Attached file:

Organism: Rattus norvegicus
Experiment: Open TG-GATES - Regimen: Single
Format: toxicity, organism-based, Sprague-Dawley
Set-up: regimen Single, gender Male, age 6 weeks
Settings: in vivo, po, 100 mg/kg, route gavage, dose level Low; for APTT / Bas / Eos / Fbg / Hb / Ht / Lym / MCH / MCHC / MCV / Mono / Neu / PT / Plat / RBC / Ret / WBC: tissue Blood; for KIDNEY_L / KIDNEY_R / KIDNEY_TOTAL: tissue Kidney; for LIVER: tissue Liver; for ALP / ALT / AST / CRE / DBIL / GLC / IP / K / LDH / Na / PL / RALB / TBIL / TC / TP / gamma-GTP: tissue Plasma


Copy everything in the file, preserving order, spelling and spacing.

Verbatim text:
Organism: Rattus norvegicus
Experiment: Open TG-GATES - Regimen: Single
Format: toxicity, organism-based, Sprague-Dawley
Set-up: regimen Single, gender Male, age 6 weeks
Settings: in vivo, po, 100 mg/kg, route gavage, dose level Low; for APTT / Bas / Eos / Fbg / Hb / Ht / Lym / MCH / MCHC / MCV / Mono / Neu / PT / Plat / RBC / Ret / WBC: tissue Blood; for KIDNEY_L / KIDNEY_R / KIDNEY_TOTAL: tissue Kidney; for LIVER: tissue Liver; for ALP / ALT / AST / CRE / DBIL / GLC / IP / K / LDH / Na / PL / RALB / TBIL / TC / TP / gamma-GTP: tissue Plasma